Twenty years after women were ordained as priests, the Church of England is set to appoint its first woman bishop by year’s end or at the start of 2015.
On Monday, the church’s two most senior leaders, Archbishop of Canterbury Justin Welby and Archbishop of York John Sentamu, signed the change into church, or canon, law after asking the General Synod, made up of bishops, clergy and laity, to signal their approval by a show of hands.
The shattering of what’s called “the Church of England’s stained-glass window” marks the culmination of years of campaigning for reform.
In July, the synod, voted overwhelmingly in favor of legislation to create women bishops.
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Hilary Cotton, chairwoman of Women and the Church, an advocacy organization, told reporters she is now hopeful the reform will lead to “changing the culture of the church.”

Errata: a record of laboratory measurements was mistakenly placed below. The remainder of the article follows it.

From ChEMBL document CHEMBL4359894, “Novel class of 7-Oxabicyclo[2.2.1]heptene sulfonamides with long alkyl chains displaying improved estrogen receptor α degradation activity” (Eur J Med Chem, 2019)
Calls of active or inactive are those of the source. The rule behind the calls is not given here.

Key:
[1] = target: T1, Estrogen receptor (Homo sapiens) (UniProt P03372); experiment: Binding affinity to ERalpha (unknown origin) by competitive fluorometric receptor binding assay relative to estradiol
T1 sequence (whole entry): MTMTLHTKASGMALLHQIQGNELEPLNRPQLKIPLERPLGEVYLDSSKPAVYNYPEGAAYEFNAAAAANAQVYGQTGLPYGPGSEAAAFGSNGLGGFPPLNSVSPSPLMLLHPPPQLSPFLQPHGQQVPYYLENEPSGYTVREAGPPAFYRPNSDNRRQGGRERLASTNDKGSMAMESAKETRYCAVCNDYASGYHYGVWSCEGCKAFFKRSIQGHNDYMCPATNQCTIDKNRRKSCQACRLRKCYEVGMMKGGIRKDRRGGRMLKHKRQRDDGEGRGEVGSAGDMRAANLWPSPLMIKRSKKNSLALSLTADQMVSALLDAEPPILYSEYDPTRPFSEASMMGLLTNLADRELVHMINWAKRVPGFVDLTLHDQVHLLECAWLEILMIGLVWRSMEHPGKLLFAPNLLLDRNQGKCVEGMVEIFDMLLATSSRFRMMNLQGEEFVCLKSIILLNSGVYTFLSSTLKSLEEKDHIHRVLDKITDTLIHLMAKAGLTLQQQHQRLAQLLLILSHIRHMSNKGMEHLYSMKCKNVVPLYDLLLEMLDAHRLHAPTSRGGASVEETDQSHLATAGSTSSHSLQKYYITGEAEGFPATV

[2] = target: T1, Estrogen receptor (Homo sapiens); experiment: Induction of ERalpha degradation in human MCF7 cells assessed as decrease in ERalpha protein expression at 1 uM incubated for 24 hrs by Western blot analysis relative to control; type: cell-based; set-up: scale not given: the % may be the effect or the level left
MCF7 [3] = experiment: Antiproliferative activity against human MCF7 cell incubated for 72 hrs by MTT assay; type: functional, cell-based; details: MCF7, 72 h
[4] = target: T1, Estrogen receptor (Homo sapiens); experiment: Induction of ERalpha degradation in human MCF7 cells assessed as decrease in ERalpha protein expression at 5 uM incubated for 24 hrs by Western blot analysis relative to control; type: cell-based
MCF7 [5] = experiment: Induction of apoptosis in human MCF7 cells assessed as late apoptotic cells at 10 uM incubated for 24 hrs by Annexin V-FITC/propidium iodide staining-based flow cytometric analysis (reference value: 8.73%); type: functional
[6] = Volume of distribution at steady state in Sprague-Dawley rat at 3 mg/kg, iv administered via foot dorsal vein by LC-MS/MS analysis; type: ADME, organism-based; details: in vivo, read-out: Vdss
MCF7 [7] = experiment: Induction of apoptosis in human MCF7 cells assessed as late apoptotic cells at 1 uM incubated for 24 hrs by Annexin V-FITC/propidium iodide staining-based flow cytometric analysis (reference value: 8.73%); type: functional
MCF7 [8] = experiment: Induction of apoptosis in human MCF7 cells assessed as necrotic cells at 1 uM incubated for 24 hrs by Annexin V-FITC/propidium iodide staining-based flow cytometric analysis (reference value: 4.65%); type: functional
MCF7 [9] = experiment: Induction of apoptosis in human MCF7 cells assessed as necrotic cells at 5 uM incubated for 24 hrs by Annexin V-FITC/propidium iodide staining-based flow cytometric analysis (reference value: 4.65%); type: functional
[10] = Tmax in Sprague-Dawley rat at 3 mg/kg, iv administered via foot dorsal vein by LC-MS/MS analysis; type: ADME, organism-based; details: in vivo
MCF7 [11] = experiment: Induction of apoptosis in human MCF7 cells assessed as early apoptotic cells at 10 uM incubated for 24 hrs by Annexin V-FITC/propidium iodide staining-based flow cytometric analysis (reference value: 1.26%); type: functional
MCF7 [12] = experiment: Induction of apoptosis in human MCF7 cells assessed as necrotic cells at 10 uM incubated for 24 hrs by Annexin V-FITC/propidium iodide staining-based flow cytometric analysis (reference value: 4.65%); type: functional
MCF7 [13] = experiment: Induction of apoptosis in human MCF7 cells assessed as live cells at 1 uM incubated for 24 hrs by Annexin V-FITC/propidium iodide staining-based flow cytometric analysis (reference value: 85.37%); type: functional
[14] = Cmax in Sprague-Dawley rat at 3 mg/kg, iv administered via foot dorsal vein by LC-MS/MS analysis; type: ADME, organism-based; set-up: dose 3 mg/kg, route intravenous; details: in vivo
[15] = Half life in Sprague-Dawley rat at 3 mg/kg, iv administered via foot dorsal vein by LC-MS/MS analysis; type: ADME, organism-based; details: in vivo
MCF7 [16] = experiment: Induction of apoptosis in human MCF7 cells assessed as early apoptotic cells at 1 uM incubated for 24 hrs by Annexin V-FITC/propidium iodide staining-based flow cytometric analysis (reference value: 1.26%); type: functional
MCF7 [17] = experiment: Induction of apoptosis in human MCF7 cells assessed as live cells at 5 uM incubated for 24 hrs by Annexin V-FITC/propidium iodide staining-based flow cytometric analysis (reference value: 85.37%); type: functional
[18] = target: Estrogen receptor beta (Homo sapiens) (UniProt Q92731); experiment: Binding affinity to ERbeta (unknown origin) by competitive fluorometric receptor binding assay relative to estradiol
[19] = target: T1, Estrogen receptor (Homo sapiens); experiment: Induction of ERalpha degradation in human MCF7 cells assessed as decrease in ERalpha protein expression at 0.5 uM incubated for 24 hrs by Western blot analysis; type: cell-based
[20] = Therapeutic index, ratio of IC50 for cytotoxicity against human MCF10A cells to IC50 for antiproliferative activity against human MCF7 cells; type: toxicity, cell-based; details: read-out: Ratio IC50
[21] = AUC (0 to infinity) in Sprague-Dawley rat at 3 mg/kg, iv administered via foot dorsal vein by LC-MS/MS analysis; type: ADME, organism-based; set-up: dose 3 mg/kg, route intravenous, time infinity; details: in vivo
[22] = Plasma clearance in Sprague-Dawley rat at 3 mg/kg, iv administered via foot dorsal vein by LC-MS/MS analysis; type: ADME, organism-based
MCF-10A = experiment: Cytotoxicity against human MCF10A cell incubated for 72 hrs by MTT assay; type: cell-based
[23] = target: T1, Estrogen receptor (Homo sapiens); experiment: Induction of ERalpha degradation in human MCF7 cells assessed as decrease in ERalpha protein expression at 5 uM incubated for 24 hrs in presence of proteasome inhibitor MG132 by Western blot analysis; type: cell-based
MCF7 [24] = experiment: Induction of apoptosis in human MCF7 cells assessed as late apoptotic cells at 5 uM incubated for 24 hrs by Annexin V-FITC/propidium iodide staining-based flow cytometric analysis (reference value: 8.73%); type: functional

U.S.–born Christian Rees, a member of the synod’s House of Laity, said Monday’s ceremony would change the public perception that the Church of England has “a problem with women.”
Speculation mounts on who will be the first woman to wear purple in a church so long divided on this issue, but no front-runner has emerged in reports coming from Canterbury.
Four contenders for the title of first woman bishop are Vivienne Faull, dean of York; June Osborne, dean of Salisbury; Canon Philippa Boardman, canon treasurer of St. Paul’s Cathedral in London; and Jane Hedges, dean of Norwich.